Hello everyone, I’m running into some problems that I think I have a solution pathway for, but that pathway rests on some assumptions. This post’s purpose is to confirm those assumptions prior to continuing down the solution pathway.
- Does the BSDF material handle indirect lighting generated from artificial sources, specifically the “light” primitive?
- I want to confirm that when LBNL WINDOW generates a BSDF xml file, it only computes the optical behavior of the glazing and does not incorporate the window frame in computation.
- Will LBNL WINDOW allow the generation of a physically impossible BSDF xml material?
- Will Radiance allow the use of a physically impossible BSDF material?
I am attempting to use Radiance to simulate a plant canopy’s extinction and reflection optical behavior in environments with primarily artificial lighting. Implementation of the extinction coefficient is straightforward enough using the ‘mist’ primitive, a primitive that takes an input for the optical extinction over a distance. Preliminary testing shows this implementation works as expected. However, implementation of canopy reflectance has proven a challenge, perhaps due to my approach coupled with my only 3 month history using Radiance.
My current approach for modeling canopy reflectance is to overlap the volume assigned the ‘mist’ primitive with a surface that has asymmetric reflectance and transmittance properties. This surface has somewhat unrealistic behavior in that it should allow perfect transmittance of a ray both directions. In addition, if the ray hits the surface from the outside of the canopy the surface should emit a ray of light as if specular reflection has occurred. The motivation for this approach is that the environment of interest is the space adjacent to the canopy, not the interior of the canopy itself. Here is a simple representation of the concept:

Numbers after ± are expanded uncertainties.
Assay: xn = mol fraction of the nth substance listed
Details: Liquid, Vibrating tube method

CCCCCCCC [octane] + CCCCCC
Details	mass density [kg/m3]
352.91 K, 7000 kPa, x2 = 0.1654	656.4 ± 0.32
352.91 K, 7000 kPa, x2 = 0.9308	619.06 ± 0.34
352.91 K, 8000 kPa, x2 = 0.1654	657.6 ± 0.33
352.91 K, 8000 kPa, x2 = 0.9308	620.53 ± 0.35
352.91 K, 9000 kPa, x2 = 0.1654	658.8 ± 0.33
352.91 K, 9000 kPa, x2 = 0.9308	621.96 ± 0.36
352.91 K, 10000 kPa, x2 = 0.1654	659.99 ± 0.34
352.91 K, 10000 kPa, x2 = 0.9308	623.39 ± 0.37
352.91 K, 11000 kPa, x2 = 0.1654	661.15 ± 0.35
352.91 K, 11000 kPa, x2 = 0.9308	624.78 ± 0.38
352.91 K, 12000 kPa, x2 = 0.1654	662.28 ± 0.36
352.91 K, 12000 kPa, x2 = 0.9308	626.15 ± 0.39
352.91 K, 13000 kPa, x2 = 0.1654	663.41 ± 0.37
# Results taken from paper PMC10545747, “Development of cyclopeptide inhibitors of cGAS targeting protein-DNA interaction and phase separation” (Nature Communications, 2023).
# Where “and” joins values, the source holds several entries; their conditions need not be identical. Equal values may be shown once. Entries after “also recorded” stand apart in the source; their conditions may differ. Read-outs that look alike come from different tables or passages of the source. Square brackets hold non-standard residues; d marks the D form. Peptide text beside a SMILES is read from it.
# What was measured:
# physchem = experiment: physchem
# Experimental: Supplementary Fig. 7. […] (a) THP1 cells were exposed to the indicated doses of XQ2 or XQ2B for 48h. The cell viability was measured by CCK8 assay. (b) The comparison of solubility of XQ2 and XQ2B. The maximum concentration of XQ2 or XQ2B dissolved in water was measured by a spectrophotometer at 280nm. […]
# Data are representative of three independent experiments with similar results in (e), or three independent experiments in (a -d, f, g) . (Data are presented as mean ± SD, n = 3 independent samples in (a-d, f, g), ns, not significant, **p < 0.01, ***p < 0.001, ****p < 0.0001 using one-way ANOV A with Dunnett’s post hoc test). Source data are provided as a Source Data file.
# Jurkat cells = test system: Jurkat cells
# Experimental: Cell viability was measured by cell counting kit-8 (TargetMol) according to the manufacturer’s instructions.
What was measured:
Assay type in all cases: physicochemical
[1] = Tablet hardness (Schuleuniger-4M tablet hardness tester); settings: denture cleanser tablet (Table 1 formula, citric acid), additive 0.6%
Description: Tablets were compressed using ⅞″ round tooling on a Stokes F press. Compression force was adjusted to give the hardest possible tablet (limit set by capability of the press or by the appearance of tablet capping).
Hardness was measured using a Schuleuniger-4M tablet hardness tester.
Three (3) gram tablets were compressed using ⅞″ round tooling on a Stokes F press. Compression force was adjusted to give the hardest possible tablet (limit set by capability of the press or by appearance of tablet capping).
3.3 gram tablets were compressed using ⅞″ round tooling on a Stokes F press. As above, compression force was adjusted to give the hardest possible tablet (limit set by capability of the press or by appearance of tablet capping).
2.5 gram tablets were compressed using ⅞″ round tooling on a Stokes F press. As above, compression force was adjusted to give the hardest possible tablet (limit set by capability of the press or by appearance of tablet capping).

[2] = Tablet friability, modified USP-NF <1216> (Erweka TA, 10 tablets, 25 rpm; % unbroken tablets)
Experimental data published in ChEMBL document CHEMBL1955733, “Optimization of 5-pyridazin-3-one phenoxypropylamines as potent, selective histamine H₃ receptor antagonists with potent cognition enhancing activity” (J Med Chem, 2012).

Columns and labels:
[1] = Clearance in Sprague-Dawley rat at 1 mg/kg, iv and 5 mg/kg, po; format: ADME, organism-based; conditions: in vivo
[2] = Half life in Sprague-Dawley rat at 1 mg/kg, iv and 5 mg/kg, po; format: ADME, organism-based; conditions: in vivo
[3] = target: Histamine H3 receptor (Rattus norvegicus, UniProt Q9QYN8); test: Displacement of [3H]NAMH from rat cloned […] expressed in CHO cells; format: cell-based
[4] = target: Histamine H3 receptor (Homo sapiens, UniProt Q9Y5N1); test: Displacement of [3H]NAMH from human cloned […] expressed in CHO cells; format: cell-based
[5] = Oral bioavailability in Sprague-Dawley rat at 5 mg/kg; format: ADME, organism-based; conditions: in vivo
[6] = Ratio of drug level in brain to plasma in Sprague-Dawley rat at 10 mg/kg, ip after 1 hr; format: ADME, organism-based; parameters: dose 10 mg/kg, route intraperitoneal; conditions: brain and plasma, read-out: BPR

I’ve gone through a couple of implementations so far, with my most recent using BRTDfunc:
void BRTDfunc testing
10 refl_red refl_grn refl_blu trans_red trans_grn trans_blu 0 0 0 BRTDcanopy.cal
9 0 0 0 0 0 0 0 0 0
refl_red = if(Nz, 0.044, 0);
refl_grn = if(Nz, 0.067, 0);
refl_blu = if(Nz, 0.027, 0);
trans_red = if(Nz, 1, 1);
trans_grn = if(Nz, 1, 1);
trans_blu = if(Nz, 1, 1);
Testing of this implementation revealed some unexpected reflectance behavior, (specifically that light does not seem to perform more than one ambient bounce off the surface) which I suspect has to do BRTDfunc not handling indirect lighting. As such, I moved to try to implement this material with the BSDF function as follows.
I used LBNL WINDOW to attempt to generate a preliminary BSDF. First, I changed the Preferences - Optical Calcs settings:
- use the matrix method first specular systems
- write CSV output file
- write XML BSDF output
- generate full spectrally average matrixes for both the solar invisible bands
- set condensed spectral data
- Number of visible bands 5
- Number of IR bands 10
Then, I generated a new glass called “canopy1” that had the following properties:
- thickness = 3.048
- conductivity = 0.900 w/m-K
- Tsol = 1
- Tsol2 = 1
- Rsol1 = 0.06
- Rsol2 = 0
- Tvis = 1
- Tvis2 = 1
- Rvis1 = 0.06
- Rvis2 = 0
- Tir = 0.5
- Emis1 = 0.5
- Emis2 = 0.5
- Color = green (RGB: 0,128,0).
Then, I assigned this glass to a glazing system and hit Calc (F9). The resulting XML BSDF file has angularly dependent transmittance, an undesired property. My current solution pathway is to manually edit the BSDF XML file itself. However, this solution pathway rests on the assumption that Radiance will accept a physically impossible BSDF, and this and related uncertainties motivate my posting here.